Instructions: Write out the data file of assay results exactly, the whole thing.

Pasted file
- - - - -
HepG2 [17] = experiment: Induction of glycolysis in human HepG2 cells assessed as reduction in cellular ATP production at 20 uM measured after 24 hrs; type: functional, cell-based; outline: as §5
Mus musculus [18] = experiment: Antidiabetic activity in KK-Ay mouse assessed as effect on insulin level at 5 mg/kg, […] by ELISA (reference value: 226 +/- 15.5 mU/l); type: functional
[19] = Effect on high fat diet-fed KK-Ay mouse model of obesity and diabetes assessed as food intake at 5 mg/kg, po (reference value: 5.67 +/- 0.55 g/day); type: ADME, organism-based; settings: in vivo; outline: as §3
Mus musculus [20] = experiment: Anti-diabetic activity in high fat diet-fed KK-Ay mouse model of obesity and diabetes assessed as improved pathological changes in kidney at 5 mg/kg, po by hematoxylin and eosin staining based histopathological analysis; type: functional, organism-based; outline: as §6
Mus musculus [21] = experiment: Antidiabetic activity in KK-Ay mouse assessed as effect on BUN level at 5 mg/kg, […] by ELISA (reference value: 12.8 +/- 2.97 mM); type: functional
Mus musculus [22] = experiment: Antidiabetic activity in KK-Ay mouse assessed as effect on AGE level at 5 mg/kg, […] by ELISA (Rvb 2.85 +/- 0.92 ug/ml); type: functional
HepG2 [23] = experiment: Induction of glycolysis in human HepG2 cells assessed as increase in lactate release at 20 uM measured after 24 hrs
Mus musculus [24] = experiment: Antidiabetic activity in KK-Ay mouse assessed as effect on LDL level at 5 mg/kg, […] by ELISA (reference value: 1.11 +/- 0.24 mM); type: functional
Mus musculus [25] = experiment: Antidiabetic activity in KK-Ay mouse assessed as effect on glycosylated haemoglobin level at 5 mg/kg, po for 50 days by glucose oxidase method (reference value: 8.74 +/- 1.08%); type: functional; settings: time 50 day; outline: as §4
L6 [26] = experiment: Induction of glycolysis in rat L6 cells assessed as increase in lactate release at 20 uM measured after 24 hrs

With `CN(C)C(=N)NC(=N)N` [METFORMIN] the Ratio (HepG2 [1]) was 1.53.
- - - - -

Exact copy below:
HepG2 [17] = experiment: Induction of glycolysis in human HepG2 cells assessed as reduction in cellular ATP production at 20 uM measured after 24 hrs; type: functional, cell-based; outline: as §5
Mus musculus [18] = experiment: Antidiabetic activity in KK-Ay mouse assessed as effect on insulin level at 5 mg/kg, […] by ELISA (reference value: 226 +/- 15.5 mU/l); type: functional
[19] = Effect on high fat diet-fed KK-Ay mouse model of obesity and diabetes assessed as food intake at 5 mg/kg, po (reference value: 5.67 +/- 0.55 g/day); type: ADME, organism-based; settings: in vivo; outline: as §3
Mus musculus [20] = experiment: Anti-diabetic activity in high fat diet-fed KK-Ay mouse model of obesity and diabetes assessed as improved pathological changes in kidney at 5 mg/kg, po by hematoxylin and eosin staining based histopathological analysis; type: functional, organism-based; outline: as §6
Mus musculus [21] = experiment: Antidiabetic activity in KK-Ay mouse assessed as effect on BUN level at 5 mg/kg, […] by ELISA (reference value: 12.8 +/- 2.97 mM); type: functional
Mus musculus [22] = experiment: Antidiabetic activity in KK-Ay mouse assessed as effect on AGE level at 5 mg/kg, […] by ELISA (Rvb 2.85 +/- 0.92 ug/ml); type: functional
HepG2 [23] = experiment: Induction of glycolysis in human HepG2 cells assessed as increase in lactate release at 20 uM measured after 24 hrs
Mus musculus [24] = experiment: Antidiabetic activity in KK-Ay mouse assessed as effect on LDL level at 5 mg/kg, […] by ELISA (reference value: 1.11 +/- 0.24 mM); type: functional
Mus musculus [25] = experiment: Antidiabetic activity in KK-Ay mouse assessed as effect on glycosylated haemoglobin level at 5 mg/kg, po for 50 days by glucose oxidase method (reference value: 8.74 +/- 1.08%); type: functional; settings: time 50 day; outline: as §4
L6 [26] = experiment: Induction of glycolysis in rat L6 cells assessed as increase in lactate release at 20 uM measured after 24 hrs

With `CN(C)C(=N)NC(=N)N` [METFORMIN] the Ratio (HepG2 [1]) was 1.53.